Our combined group reserved two nights at Roots and Boots. I had hoped that someone in my “family”, or perhaps someone I met along the way, would have been willing to continue with me out to the coast. No takers. The route to Finisterre, literally “the end of the earth” as truly this was the held belief pre Columbus days, is another three days (two of them over 30 km) on the Camino and then another two on to Muxia. The ancient Christian Pilgrimage to St James Cathedral, where the bones of the Apostle are said to be buried, traditionally ends in Santiago de Compostela – at the cathedral. However, there have been past peoples who travelled beyond, purportedly for pagan purposes, and now the extended route is part of The Camino with the recognizable shell way markers.
Unfortunately, I had no takers. I only had a flexible five days to do the loop anyways, not the required seven, so I considered bussing one direction and walking the other. Then I found out that Ryan in our group was renting a car to drive out, so I considered going along and walking back. Ultimately, i made a conservative and difficult decision to end “My Camino” here in Santiago, (yesterday as it now becomes clear).
I did decide to hitch a ride in the rental. There was initially much interest and there was talk of renting a second car to accommodate everyone, but in the end, many of my comrades changed their travel plans and it ended up only being Mitzi, Ryan and me in the one BMW (which was supposed to be a Mini Cooper, but we dealt!). This was great as they were my usual walking partners.
We said our goodbyes to two of our Wayfinding Academy students, Austin and banjo playing Tucker, as they were bound for Madrid before our expected return. We also said “Farewell” to our fearless leader and co-founder of the Wayfinding Academy, Michelle, and to her boyfriend, Ziggy (who happens to be Ryan’s brother) – they had an evening flight to the Canary Islands. We only had the two students in our group and a third young person, Mary Beth (who is considering going to the Academy). MB stayed back to shop.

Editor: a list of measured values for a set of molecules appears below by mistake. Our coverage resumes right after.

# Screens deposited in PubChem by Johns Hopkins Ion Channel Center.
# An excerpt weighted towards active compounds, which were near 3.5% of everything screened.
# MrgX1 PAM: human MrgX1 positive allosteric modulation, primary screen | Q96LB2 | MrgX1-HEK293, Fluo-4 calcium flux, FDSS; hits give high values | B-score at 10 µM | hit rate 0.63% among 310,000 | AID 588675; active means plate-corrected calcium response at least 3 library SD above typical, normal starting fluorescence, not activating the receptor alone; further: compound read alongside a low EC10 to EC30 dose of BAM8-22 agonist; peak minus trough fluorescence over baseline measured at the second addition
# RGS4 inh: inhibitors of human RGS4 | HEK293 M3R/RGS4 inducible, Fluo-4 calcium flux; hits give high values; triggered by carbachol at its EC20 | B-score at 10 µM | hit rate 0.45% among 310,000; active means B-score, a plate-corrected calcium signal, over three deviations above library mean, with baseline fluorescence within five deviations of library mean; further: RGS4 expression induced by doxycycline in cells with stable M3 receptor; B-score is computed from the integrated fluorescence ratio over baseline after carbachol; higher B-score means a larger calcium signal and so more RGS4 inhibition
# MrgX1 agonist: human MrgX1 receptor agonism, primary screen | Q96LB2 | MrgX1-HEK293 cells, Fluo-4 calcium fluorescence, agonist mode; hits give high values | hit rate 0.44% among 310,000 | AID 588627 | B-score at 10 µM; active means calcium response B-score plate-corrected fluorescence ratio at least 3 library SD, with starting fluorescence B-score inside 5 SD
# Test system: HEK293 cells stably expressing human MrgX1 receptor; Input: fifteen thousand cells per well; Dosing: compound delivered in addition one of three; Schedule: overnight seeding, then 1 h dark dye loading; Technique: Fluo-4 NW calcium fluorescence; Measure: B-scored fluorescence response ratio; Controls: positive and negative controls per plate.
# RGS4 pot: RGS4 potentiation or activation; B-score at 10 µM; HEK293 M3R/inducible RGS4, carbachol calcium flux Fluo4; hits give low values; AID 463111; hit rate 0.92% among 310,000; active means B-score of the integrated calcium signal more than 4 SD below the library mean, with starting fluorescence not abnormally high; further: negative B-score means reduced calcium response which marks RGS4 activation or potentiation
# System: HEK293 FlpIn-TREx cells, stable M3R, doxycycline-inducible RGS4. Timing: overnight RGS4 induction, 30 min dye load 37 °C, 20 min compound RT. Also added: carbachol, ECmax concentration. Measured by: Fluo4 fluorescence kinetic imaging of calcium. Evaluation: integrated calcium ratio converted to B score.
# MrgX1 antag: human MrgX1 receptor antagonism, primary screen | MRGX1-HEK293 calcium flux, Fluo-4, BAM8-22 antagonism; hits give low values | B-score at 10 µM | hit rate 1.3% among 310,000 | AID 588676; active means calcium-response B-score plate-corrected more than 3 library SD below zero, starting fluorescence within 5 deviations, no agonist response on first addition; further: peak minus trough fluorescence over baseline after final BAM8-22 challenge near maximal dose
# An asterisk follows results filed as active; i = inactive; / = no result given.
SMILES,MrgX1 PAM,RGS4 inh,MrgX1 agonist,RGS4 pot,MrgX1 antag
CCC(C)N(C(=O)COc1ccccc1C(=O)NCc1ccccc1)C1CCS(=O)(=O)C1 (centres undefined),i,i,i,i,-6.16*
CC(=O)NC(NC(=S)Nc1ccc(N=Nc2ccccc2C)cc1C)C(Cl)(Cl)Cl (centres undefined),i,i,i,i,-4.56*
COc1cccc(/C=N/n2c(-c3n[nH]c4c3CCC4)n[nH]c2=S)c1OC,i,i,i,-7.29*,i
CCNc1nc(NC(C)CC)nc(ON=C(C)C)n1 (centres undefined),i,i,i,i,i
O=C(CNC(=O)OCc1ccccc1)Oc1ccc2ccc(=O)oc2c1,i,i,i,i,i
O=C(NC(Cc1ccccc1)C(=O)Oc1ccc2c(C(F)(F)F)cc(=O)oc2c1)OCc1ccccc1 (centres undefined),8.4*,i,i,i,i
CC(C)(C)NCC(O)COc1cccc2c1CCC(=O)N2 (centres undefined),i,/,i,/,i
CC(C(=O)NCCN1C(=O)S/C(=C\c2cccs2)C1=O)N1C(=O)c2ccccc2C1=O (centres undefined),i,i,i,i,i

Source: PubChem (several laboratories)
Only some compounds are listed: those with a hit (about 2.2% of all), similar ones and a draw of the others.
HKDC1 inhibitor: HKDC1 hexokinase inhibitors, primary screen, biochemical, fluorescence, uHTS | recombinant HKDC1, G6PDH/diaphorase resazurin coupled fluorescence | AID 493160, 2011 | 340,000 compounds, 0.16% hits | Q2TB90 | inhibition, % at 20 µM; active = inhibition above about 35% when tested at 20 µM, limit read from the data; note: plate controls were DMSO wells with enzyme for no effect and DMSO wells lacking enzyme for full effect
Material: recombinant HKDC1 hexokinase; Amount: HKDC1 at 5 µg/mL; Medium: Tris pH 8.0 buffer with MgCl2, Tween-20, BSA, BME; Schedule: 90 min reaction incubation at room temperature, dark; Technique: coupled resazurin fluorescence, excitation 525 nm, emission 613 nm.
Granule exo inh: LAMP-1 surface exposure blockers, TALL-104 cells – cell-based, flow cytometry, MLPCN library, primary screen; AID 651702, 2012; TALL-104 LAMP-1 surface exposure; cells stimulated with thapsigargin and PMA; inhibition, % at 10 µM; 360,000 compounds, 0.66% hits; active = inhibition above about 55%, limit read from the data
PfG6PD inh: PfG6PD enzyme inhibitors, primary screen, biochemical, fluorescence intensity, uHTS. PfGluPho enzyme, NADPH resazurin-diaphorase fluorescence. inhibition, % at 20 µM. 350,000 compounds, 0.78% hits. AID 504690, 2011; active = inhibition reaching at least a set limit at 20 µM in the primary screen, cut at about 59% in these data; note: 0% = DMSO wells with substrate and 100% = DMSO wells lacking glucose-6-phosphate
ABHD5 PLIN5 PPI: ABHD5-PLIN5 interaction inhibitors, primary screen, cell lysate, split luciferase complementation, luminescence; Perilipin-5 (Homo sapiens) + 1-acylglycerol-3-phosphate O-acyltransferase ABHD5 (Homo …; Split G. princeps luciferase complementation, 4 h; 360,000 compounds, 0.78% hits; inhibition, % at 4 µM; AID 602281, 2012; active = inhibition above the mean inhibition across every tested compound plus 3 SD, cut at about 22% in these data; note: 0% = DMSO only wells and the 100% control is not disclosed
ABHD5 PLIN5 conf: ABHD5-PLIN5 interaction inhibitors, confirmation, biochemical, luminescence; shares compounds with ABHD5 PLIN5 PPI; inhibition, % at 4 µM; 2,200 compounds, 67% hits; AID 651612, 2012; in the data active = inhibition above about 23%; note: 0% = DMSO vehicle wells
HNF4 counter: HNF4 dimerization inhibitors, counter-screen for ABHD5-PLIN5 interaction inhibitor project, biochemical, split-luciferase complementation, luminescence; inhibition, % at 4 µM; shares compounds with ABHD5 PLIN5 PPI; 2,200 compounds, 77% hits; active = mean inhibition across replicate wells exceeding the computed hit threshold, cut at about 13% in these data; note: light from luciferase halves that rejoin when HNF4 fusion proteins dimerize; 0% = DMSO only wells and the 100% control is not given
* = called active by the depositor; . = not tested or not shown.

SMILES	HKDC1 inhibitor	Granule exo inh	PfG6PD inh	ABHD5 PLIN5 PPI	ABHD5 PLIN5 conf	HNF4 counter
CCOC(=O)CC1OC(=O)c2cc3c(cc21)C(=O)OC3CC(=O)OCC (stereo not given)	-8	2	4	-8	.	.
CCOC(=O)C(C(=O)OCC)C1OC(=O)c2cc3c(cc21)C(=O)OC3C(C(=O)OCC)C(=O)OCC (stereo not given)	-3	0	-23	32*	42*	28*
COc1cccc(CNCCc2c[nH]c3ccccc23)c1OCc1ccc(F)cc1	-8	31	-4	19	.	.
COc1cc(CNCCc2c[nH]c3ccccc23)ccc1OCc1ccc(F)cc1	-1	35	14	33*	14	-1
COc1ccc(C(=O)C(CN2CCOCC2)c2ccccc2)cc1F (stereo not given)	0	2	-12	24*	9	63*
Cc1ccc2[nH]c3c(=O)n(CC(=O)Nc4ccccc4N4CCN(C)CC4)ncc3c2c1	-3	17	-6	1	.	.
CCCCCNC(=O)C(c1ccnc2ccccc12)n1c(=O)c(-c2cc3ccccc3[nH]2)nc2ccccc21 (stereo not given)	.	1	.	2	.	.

We had another wonderfully sunny day but BRRRRR it was cold and so windy that I could hardly keep my camera still enough at times to snap photos!! We stopped the car many times to enjoy fantastic views and encountered many “perigrinos” on “the way”, which made me cry. In fact the crying is off and on – sometimes for obvious reasons (I want to be that pilgrim, I want to be walking still, what next?) and other times for unannounced reasons…
Besides the fabulous views of the ocean all along the way, at Cabo Fisterra, Muxia, Faro de Cabo Vilán and Camariñas –
crashing waves, lighthouses and energy windmills, we enjoyed an adult beverage at the hotel on Faro de Fisterra and we had an Amazing menú del día at the marina.
We reached Cabo Vilan via the small, beautiful port town of Camarinas.
The view of Cabo Vilán and its lighthouse is spectacular!! The present lighthouse was built in 1896. Towering 125 meters above sea level and connected to the old building of the lighthouse keepers, it has a powerful light cannon capable of reaching 55 km. It is the oldest electric lighthouse of Spain. The enclave was declared of national interest in 1933 for being a rocky and rugged place and today is a natural monument. Such Spectacular views – and Very, VERY Windy!! It elevates about 105 meters (345 ft) above sea level. It was the first electrical lighthouse on the Spanish coast. The lighthouse service building holds the Museo dos Naufaxios (Shipwrecks Museum).
The HMS Serpent and their 172 crewmembers lost in a storm here in 1890 with only 3 survivors). There have been reported more than 150 shipwrecks in this coast, named Costa da Morte (Death Coast). There have been many shipwrecks since ancient Romans navigated this coast.
Held to be one of the most dangerous stretches of the Costa da Morte, but also the most beautiful.
It turned out to be a long day and we didn’t get back until after 9:00 and then after settling Ryan into his Airbnb (cool location right near the market!), the BMW was returned, we noshed again and it was back to Roots and Boots before midnight. The young gang was all out partying so it felt odd, in the bunk room without the usual loudness that accompanies youth. Another special day in the books!